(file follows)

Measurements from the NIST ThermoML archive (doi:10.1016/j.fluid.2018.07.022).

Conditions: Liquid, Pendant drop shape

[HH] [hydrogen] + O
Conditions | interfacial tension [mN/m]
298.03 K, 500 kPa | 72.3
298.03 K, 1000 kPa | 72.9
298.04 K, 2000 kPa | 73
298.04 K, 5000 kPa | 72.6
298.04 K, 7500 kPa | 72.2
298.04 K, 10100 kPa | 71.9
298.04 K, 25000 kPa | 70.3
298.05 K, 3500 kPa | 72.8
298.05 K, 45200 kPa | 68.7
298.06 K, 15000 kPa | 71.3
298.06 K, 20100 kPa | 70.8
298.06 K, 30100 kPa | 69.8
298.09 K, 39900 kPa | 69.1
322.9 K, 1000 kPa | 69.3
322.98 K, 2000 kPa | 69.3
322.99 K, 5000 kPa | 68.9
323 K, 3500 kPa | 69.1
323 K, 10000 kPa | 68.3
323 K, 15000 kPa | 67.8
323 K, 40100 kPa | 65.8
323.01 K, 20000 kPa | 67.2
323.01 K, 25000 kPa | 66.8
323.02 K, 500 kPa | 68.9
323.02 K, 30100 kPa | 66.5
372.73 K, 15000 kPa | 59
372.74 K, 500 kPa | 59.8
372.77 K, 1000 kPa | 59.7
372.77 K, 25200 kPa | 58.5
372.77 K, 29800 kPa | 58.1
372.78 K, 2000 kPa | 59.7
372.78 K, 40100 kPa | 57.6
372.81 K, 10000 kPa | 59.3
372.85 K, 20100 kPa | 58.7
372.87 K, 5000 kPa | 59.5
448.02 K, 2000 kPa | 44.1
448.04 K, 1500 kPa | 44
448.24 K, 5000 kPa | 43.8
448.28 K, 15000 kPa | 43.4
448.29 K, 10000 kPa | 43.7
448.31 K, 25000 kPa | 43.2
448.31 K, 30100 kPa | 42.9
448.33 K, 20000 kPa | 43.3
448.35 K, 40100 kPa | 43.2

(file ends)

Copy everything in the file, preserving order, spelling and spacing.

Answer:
Measurements from the NIST ThermoML archive (doi:10.1016/j.fluid.2018.07.022).

Conditions: Liquid, Pendant drop shape

[HH] [hydrogen] + O
Conditions | interfacial tension [mN/m]
298.03 K, 500 kPa | 72.3
298.03 K, 1000 kPa | 72.9
298.04 K, 2000 kPa | 73
298.04 K, 5000 kPa | 72.6
298.04 K, 7500 kPa | 72.2
298.04 K, 10100 kPa | 71.9
298.04 K, 25000 kPa | 70.3
298.05 K, 3500 kPa | 72.8
298.05 K, 45200 kPa | 68.7
298.06 K, 15000 kPa | 71.3
298.06 K, 20100 kPa | 70.8
298.06 K, 30100 kPa | 69.8
298.09 K, 39900 kPa | 69.1
322.9 K, 1000 kPa | 69.3
322.98 K, 2000 kPa | 69.3
322.99 K, 5000 kPa | 68.9
323 K, 3500 kPa | 69.1
323 K, 10000 kPa | 68.3
323 K, 15000 kPa | 67.8
323 K, 40100 kPa | 65.8
323.01 K, 20000 kPa | 67.2
323.01 K, 25000 kPa | 66.8
323.02 K, 500 kPa | 68.9
323.02 K, 30100 kPa | 66.5
372.73 K, 15000 kPa | 59
372.74 K, 500 kPa | 59.8
372.77 K, 1000 kPa | 59.7
372.77 K, 25200 kPa | 58.5
372.77 K, 29800 kPa | 58.1
372.78 K, 2000 kPa | 59.7
372.78 K, 40100 kPa | 57.6
372.81 K, 10000 kPa | 59.3
372.85 K, 20100 kPa | 58.7
372.87 K, 5000 kPa | 59.5
448.02 K, 2000 kPa | 44.1
448.04 K, 1500 kPa | 44
448.24 K, 5000 kPa | 43.8
448.28 K, 15000 kPa | 43.4
448.29 K, 10000 kPa | 43.7
448.31 K, 25000 kPa | 43.2
448.31 K, 30100 kPa | 42.9
448.33 K, 20000 kPa | 43.3
448.35 K, 40100 kPa | 43.2